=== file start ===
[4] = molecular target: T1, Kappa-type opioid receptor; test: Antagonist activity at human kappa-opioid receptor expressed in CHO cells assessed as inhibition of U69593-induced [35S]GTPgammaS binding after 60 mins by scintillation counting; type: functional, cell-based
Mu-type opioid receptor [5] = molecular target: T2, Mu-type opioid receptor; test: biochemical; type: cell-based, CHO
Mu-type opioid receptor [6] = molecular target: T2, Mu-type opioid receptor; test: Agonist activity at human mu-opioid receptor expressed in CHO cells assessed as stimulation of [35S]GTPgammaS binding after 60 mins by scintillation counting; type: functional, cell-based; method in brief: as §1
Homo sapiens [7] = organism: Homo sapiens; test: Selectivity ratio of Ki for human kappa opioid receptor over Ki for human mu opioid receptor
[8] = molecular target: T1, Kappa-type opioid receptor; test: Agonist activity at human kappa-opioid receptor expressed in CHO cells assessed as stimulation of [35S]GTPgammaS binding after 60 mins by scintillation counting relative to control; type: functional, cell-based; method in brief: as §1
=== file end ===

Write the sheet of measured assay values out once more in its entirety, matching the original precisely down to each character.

[4] = molecular target: T1, Kappa-type opioid receptor; test: Antagonist activity at human kappa-opioid receptor expressed in CHO cells assessed as inhibition of U69593-induced [35S]GTPgammaS binding after 60 mins by scintillation counting; type: functional, cell-based
Mu-type opioid receptor [5] = molecular target: T2, Mu-type opioid receptor; test: biochemical; type: cell-based, CHO
Mu-type opioid receptor [6] = molecular target: T2, Mu-type opioid receptor; test: Agonist activity at human mu-opioid receptor expressed in CHO cells assessed as stimulation of [35S]GTPgammaS binding after 60 mins by scintillation counting; type: functional, cell-based; method in brief: as §1
Homo sapiens [7] = organism: Homo sapiens; test: Selectivity ratio of Ki for human kappa opioid receptor over Ki for human mu opioid receptor
[8] = molecular target: T1, Kappa-type opioid receptor; test: Agonist activity at human kappa-opioid receptor expressed in CHO cells assessed as stimulation of [35S]GTPgammaS binding after 60 mins by scintillation counting relative to control; type: functional, cell-based; method in brief: as §1